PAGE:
Kids manual operation and parent remote control. The off-road SUV for one kid only can be moved forward and backward with the in-car control by the pedal and steering wheel, or be overridden by parents via the 2.4GHz RC with 3 speeds. 


Structured by toughened kid-friendly plastic, the twin-motor kids vehicle built with 4 spring-suspension knobby wheels allows the little driver fastened by the safety harness to conquer different terrains with ease.


This fully operational 12V ride on electric truck designed with appealing LED lights, accessible magnet doors, and a realistic Wrangler style is a perfect gift for your toddlers (3-6 years old) to begin an outdoor adventure.



Equipped with an integrated MP3 player including music, stories, adjustable volume, and USB/TF connectivity, the 4-wheeler creates a beneficial and enjoyable driving atmosphere.



There are 16 subspecies of the American Black Bear. Its body length is 47-87 inches and its shoulder height is 28-43 inches. Males weigh 126-551 pounds and females weigh 90-375 pounds, with males being 30% to 40% larger than females. Its limbs are short and stubby, the body is large, with small eyes, round ears, a long nose and a short tail. The American Black Bear can stand and walk on their hind limbs only, but generally stands and walks on all fours. It has dense hair and sometimes has a white V-shaped blaze on the chest. American Black Bears come in a variety of fur colors, most of which are black and light brown. Their coats vary by subspecies, from the white common west of the Mississippi River to chocolate, cinnamon, blonde, and then black in the east.


The current range of the American Black Bear in the United States is constant throughout most of the Northeast and within the Appalachian Mountains almost continuously from Maine to northern Georgia, the northern Midwest, the Rocky Mountain region, the West Coast and Alaska. However, it becomes increasingly fragmented or absent in other regions. Throughout their range, habitats preferred by the Black Bear have a few shared characteristics. They are often found in areas with relatively inaccessible terrain, thick understory vegetation and large quantities of edible material (especially masts).


The American Black Bear is an omnivore. In spring it consumes emerging plants and carcasses of animals that have died during the winter. Fruits dominate the diet in summer, and both fruit and mast, especially acorns and beechnuts, constitute most of the fall diet. As opportunistic feeders, the Black Bear will also eat pinecones, roots, ants, and honey from wild or domestic bees. Nonetheless, black bears are strong predators, and in some areas they frequently kill moose calves and deer fawns during spring. Black Bears living near humans adapt readily to alternate food sources, such as garbage from dumps or campsites and handouts from tourists in parks.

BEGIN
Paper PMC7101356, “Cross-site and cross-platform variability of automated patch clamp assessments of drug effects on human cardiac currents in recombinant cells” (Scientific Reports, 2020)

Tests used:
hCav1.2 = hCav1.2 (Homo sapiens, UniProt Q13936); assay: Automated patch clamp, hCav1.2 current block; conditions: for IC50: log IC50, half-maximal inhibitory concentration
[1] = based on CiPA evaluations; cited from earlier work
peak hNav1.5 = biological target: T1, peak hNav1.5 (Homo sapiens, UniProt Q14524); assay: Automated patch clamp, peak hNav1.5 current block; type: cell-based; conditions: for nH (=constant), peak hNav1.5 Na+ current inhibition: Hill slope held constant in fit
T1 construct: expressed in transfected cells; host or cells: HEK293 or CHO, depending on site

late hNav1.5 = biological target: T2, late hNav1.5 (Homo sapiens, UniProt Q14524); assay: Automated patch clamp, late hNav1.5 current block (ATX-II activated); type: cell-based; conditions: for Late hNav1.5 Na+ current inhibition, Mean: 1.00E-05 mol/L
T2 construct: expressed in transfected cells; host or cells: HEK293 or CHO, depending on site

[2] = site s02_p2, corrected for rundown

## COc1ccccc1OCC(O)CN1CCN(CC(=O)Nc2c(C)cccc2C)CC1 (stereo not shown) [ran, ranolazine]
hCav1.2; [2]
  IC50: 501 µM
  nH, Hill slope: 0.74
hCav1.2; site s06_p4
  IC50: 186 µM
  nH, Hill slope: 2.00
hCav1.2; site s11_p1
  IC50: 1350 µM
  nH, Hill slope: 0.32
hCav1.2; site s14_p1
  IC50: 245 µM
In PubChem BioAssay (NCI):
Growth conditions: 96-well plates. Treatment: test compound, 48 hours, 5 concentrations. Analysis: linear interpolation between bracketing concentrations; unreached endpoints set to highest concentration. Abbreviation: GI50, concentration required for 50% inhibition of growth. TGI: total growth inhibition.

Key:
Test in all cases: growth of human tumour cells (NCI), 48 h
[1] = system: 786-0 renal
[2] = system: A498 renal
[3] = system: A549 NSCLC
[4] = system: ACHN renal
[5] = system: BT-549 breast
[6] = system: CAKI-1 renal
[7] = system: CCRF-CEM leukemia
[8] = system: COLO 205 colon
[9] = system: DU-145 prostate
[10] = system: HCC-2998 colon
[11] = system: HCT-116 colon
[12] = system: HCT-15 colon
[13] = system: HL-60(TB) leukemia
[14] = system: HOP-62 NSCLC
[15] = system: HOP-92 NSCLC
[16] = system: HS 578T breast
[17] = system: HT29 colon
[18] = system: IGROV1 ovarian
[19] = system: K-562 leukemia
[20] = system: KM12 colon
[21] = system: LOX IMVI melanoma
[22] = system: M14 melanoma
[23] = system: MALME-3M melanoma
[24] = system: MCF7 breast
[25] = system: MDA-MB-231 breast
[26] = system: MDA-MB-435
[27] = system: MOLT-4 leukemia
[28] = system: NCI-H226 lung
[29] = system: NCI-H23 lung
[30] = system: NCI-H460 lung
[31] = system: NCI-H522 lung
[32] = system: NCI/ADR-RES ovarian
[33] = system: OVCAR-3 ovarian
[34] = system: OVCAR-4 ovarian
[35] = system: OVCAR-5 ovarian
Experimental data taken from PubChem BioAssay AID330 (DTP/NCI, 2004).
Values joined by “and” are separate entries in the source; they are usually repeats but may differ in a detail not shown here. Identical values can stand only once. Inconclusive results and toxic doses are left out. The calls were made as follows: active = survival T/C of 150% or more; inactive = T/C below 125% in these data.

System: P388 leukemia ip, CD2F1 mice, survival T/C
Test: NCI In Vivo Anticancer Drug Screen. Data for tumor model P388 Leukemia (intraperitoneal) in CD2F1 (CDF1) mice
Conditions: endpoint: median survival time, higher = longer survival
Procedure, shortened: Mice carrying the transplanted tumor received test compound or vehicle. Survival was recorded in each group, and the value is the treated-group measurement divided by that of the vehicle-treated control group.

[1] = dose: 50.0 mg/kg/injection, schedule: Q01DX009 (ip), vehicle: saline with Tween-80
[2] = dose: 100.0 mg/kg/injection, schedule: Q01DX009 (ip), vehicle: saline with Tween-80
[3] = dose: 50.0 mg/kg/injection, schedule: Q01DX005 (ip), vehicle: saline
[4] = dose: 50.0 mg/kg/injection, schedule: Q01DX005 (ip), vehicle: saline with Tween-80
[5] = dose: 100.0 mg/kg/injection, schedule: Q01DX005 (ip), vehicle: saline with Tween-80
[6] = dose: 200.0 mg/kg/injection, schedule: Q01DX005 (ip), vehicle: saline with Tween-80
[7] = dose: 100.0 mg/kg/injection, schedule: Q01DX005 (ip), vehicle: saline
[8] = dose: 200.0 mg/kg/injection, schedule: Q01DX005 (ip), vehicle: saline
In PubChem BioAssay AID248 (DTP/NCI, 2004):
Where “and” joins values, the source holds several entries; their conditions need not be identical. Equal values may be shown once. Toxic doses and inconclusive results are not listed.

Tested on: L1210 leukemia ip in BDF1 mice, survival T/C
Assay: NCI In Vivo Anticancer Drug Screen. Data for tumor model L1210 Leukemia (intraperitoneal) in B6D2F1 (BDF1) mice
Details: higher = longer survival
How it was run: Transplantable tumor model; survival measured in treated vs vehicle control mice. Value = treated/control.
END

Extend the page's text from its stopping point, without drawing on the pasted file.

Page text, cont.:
For the most part, adult Black Bears lead solitary lives, except when the mating season takes place. The mating season of Black Bears occurs during the summer, but the embryos do not begin to develop until the mother bear enters her den. Cubs are born in the middle of the winter denning period, usually between mid-January and early February.

  Cubs are born tiny, helpless, and hairless, weighing less than half a pound. A mother bear will typically give birth to one to three cubs at a time. By the time a mother bear and her cubs are ready to emerge into spring, the cubs typically weigh around five pounds. The young bear grows very quickly and can weigh around 80 pounds on its first birthday. Cubs will remain with their mother for about 18 months or until she is ready to mate again.

Nerve-Racking Moment Black Bear Approaches Woman at Bus Stop Caught on Film

Unsettling footage of a black bear approaching a terrified woman at a bus stop in Canada has sparked renewed calls for people to be careful around bears.

According to a hashtag accompanying the clip, the footage was filmed in the Canadian province of British Columbia.

In the video, a black bear can be seen walking up to an unnamed woman sitting at what appears to be a bus stop. Though she edges slightly away from the bear as it begins sniffing at her, the woman makes no attempt to ward the animal away.

Instead, she is seen looking off-camera at someone nearby.

When encountering a black bear, the Humane Society of the United States states that it is essential to “remain calm and remember that the bear is likely more scared of you than you are of him.”

“Attacks by black bears on people are very rare and most black bears can be easily scared away,” they said. They recommend you “stand and face the bear directly” while making yourself look “as big as possible” by spreading your arms and legs or using a coat.

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